Upheaval in San Juan
It looks like it’s happening:
Gov. Ricardo A. Rosselló of Puerto Rico announced his resignation on Wednesday night, conceding that he could no longer credibly remain in power after an extraordinary popular uprising and looming impeachment proceedings had derailed his administration.
In a statement posted online just before midnight, Mr. Rosselló, 40, said he would step down on Aug. 2.
He said his successor for the moment would be the secretary of justice, Wanda Vázquez, a former district attorney who once headed the island’s office of women’s affairs. Ms. Vázquez was next in line under the commonwealth’s Constitution because the secretary of state, who would have succeeded Mr. Rosselló as governor, resigned last week when he also was caught up in a chat scandal that enveloped the administration.
The story has gotten swallowed by the Mueller business, but is, I think, an issue of great consequence. This started when a series of group text messages was exposed by the Center for Investigative Journalism. The messages were sexist, homophobic and mocked hurricane victims. There have also been indications of criminal activity:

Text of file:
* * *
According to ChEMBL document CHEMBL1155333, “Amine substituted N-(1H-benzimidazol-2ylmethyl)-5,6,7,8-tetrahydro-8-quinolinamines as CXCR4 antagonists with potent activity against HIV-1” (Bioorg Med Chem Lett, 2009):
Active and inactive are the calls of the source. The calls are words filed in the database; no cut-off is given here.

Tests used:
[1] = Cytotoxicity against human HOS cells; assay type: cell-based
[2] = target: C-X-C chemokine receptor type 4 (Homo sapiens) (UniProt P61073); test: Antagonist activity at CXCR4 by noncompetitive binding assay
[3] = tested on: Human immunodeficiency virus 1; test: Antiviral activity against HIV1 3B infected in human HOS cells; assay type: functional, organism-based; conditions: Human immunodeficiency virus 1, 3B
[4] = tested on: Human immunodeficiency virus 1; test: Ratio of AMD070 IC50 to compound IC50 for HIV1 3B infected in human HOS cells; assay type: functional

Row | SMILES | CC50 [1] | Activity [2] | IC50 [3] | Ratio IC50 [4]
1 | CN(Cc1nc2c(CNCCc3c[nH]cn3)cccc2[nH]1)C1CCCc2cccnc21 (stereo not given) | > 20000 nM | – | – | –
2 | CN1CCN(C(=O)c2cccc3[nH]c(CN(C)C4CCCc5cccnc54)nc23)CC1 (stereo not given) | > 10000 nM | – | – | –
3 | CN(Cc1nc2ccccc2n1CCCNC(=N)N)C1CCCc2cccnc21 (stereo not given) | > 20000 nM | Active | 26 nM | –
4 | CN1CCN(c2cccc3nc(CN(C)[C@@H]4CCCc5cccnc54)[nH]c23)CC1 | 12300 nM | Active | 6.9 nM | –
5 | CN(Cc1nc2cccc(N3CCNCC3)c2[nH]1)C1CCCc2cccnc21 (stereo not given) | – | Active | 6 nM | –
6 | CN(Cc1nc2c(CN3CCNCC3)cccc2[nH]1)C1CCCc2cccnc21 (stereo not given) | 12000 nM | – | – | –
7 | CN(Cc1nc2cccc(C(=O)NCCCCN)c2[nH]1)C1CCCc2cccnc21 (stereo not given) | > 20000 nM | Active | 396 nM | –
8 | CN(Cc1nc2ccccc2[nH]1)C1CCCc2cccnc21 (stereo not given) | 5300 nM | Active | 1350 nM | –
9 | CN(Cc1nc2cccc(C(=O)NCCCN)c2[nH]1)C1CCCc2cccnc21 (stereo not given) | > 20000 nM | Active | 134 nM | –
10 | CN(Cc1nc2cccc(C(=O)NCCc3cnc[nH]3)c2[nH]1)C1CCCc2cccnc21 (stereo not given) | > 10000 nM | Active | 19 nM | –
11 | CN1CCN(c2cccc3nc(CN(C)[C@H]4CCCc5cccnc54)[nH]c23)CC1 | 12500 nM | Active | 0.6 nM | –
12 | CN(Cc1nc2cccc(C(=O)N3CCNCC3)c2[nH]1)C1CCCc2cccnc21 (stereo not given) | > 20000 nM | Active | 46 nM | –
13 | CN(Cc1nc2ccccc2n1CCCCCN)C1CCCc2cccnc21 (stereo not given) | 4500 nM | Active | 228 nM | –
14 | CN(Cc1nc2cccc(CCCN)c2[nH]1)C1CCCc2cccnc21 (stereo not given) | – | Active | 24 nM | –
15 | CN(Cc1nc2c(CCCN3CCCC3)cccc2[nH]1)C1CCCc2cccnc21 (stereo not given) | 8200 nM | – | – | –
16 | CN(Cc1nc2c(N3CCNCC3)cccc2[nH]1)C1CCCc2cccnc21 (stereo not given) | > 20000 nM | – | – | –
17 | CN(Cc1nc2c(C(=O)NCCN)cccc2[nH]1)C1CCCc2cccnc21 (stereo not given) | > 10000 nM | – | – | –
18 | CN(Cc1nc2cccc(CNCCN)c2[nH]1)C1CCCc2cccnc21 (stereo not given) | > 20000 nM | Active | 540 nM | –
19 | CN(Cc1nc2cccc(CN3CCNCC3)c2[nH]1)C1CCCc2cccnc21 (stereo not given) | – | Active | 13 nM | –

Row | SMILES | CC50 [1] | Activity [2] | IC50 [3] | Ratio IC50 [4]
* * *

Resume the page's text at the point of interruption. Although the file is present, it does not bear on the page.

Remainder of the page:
Edgardo Roman Espada, president of the Puerto Rico Bar Association, said the trio of experts reported that there was evidence of five possible crimes, including illegal misuse of public office for personal gain, embezzlement, negligence as pertaining to fulfilling the duties of public office and violations of the government ethics law.
Six people, including two government officials, were recently arrested on corruption charges. Protesters have thronged the streets for days, demanding Rosselló’s resignation. Members of his administration began to resign. The legislature indicated that they now had enough votes for impeachment. So Rosselló, after spending a few days hunkering down, finally read the writing on the wall.
BREAKING: It is official. @ricardorossello will resign effective August 2. Protesters light fireworks, erupt in euphoric cheer. Here is the moment they find out their cries, fraught as they are, have been heard. That Ricky has resigned. #rickyrenuncia #PuertoRico pic.twitter.com/y3FYBidOGa
— Nick Brown (@NickPBrown) July 25, 2019
This goes deeper than the texting scandal, however. The Puerto Rican people have lost faith in the two political parties that dominate Puerto Rican politics. The response to Hurricane Marla, the ongoing fiscal and economic mismanagement, the corruption … all of this has pushed the people to the point where they are fed up.
Where we go from here … I don’t think anyone knows. But we once again find ourselves in interesting times.